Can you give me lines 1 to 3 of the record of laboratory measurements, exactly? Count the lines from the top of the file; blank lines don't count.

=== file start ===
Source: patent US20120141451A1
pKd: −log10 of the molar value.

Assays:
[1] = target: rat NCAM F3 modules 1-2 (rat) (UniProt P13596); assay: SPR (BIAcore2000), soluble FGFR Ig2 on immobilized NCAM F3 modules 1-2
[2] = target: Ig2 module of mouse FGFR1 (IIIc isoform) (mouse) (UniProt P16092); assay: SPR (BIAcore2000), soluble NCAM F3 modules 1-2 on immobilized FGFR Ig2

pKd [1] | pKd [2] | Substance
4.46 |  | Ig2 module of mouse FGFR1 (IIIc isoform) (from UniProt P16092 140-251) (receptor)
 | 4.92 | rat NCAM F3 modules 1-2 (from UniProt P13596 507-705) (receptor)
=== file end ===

Source: patent US20120141451A1
pKd: −log10 of the molar value.

Assays: